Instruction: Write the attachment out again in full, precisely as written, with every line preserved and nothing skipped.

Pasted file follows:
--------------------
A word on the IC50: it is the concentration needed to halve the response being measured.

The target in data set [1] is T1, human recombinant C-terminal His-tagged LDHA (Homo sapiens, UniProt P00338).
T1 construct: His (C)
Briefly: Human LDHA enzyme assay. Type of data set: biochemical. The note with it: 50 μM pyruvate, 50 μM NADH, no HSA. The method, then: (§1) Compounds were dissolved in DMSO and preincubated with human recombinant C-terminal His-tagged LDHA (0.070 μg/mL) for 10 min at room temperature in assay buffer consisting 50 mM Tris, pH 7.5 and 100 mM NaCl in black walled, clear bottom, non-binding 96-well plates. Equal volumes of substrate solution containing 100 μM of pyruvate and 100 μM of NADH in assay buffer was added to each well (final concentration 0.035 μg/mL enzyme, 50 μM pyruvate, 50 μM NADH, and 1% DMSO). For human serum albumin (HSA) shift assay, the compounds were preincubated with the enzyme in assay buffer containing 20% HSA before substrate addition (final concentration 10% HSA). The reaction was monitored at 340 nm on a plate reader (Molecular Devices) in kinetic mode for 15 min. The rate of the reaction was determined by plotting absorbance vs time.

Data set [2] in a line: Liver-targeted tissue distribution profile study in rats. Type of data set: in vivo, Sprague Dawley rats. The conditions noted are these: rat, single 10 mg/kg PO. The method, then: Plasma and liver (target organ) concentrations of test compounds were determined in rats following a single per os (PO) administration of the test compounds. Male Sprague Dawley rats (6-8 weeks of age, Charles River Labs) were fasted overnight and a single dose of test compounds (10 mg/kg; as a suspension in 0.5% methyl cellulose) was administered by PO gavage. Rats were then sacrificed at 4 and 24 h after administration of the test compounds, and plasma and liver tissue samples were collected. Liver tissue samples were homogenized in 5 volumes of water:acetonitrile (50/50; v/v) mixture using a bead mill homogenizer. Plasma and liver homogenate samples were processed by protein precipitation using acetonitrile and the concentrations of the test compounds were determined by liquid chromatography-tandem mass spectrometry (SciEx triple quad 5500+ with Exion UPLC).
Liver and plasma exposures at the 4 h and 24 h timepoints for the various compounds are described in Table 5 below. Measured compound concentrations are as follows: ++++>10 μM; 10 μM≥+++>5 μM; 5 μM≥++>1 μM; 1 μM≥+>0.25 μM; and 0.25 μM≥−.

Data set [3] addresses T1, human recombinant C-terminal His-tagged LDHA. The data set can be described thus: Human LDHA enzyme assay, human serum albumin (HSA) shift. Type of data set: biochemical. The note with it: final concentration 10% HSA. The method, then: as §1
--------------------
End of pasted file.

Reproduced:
A word on the IC50: it is the concentration needed to halve the response being measured.

The target in data set [1] is T1, human recombinant C-terminal His-tagged LDHA (Homo sapiens, UniProt P00338).
T1 construct: His (C)
Briefly: Human LDHA enzyme assay. Type of data set: biochemical. The note with it: 50 μM pyruvate, 50 μM NADH, no HSA. The method, then: (§1) Compounds were dissolved in DMSO and preincubated with human recombinant C-terminal His-tagged LDHA (0.070 μg/mL) for 10 min at room temperature in assay buffer consisting 50 mM Tris, pH 7.5 and 100 mM NaCl in black walled, clear bottom, non-binding 96-well plates. Equal volumes of substrate solution containing 100 μM of pyruvate and 100 μM of NADH in assay buffer was added to each well (final concentration 0.035 μg/mL enzyme, 50 μM pyruvate, 50 μM NADH, and 1% DMSO). For human serum albumin (HSA) shift assay, the compounds were preincubated with the enzyme in assay buffer containing 20% HSA before substrate addition (final concentration 10% HSA). The reaction was monitored at 340 nm on a plate reader (Molecular Devices) in kinetic mode for 15 min. The rate of the reaction was determined by plotting absorbance vs time.

Data set [2] in a line: Liver-targeted tissue distribution profile study in rats. Type of data set: in vivo, Sprague Dawley rats. The conditions noted are these: rat, single 10 mg/kg PO. The method, then: Plasma and liver (target organ) concentrations of test compounds were determined in rats following a single per os (PO) administration of the test compounds. Male Sprague Dawley rats (6-8 weeks of age, Charles River Labs) were fasted overnight and a single dose of test compounds (10 mg/kg; as a suspension in 0.5% methyl cellulose) was administered by PO gavage. Rats were then sacrificed at 4 and 24 h after administration of the test compounds, and plasma and liver tissue samples were collected. Liver tissue samples were homogenized in 5 volumes of water:acetonitrile (50/50; v/v) mixture using a bead mill homogenizer. Plasma and liver homogenate samples were processed by protein precipitation using acetonitrile and the concentrations of the test compounds were determined by liquid chromatography-tandem mass spectrometry (SciEx triple quad 5500+ with Exion UPLC).
Liver and plasma exposures at the 4 h and 24 h timepoints for the various compounds are described in Table 5 below. Measured compound concentrations are as follows: ++++>10 μM; 10 μM≥+++>5 μM; 5 μM≥++>1 μM; 1 μM≥+>0.25 μM; and 0.25 μM≥−.

Data set [3] addresses T1, human recombinant C-terminal His-tagged LDHA. The data set can be described thus: Human LDHA enzyme assay, human serum albumin (HSA) shift. Type of data set: biochemical. The note with it: final concentration 10% HSA. The method, then: as §1